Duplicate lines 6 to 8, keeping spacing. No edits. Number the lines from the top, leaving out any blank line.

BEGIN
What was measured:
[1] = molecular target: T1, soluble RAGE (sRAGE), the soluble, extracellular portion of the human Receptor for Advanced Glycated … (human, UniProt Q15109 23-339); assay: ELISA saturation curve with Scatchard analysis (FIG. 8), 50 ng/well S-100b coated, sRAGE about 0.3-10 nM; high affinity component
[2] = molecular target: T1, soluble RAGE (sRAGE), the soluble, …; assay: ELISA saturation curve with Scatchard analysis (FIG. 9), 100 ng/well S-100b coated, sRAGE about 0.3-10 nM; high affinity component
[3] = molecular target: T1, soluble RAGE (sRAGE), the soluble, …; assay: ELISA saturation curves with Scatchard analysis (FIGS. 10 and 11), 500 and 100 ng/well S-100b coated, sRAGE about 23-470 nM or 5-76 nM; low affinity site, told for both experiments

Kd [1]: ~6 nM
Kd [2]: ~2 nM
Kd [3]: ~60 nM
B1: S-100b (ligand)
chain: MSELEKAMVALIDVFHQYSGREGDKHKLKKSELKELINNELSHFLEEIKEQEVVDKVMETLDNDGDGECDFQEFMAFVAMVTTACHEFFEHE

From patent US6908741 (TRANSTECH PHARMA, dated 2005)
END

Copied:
Kd [2]: ~2 nM
Kd [3]: ~60 nM
B1: S-100b (ligand)